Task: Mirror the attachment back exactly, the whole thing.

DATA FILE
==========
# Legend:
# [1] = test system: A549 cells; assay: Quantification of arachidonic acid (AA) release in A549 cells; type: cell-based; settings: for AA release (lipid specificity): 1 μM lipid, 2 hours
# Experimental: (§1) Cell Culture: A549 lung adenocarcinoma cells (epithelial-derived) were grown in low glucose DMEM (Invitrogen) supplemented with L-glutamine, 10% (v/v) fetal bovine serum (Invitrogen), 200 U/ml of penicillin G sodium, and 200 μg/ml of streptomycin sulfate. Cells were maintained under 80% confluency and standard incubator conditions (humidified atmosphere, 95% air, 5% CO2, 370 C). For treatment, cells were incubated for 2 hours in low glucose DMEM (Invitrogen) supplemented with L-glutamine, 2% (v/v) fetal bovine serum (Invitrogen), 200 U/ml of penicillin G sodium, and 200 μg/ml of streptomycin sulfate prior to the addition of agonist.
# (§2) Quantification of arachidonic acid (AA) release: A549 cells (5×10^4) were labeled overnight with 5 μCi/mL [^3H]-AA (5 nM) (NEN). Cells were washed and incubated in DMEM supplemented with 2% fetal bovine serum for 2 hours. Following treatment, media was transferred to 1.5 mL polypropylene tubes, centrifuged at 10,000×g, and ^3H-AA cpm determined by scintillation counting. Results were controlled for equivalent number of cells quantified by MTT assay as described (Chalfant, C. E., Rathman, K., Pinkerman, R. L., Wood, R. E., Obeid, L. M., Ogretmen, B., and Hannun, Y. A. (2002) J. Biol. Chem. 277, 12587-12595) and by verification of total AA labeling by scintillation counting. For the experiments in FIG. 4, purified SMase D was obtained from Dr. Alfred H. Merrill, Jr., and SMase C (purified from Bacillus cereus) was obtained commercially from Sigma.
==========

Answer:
# Legend:
# [1] = test system: A549 cells; assay: Quantification of arachidonic acid (AA) release in A549 cells; type: cell-based; settings: for AA release (lipid specificity): 1 μM lipid, 2 hours
# Experimental: (§1) Cell Culture: A549 lung adenocarcinoma cells (epithelial-derived) were grown in low glucose DMEM (Invitrogen) supplemented with L-glutamine, 10% (v/v) fetal bovine serum (Invitrogen), 200 U/ml of penicillin G sodium, and 200 μg/ml of streptomycin sulfate. Cells were maintained under 80% confluency and standard incubator conditions (humidified atmosphere, 95% air, 5% CO2, 370 C). For treatment, cells were incubated for 2 hours in low glucose DMEM (Invitrogen) supplemented with L-glutamine, 2% (v/v) fetal bovine serum (Invitrogen), 200 U/ml of penicillin G sodium, and 200 μg/ml of streptomycin sulfate prior to the addition of agonist.
# (§2) Quantification of arachidonic acid (AA) release: A549 cells (5×10^4) were labeled overnight with 5 μCi/mL [^3H]-AA (5 nM) (NEN). Cells were washed and incubated in DMEM supplemented with 2% fetal bovine serum for 2 hours. Following treatment, media was transferred to 1.5 mL polypropylene tubes, centrifuged at 10,000×g, and ^3H-AA cpm determined by scintillation counting. Results were controlled for equivalent number of cells quantified by MTT assay as described (Chalfant, C. E., Rathman, K., Pinkerman, R. L., Wood, R. E., Obeid, L. M., Ogretmen, B., and Hannun, Y. A. (2002) J. Biol. Chem. 277, 12587-12595) and by verification of total AA labeling by scintillation counting. For the experiments in FIG. 4, purified SMase D was obtained from Dr. Alfred H. Merrill, Jr., and SMase C (purified from Bacillus cereus) was obtained commercially from Sigma.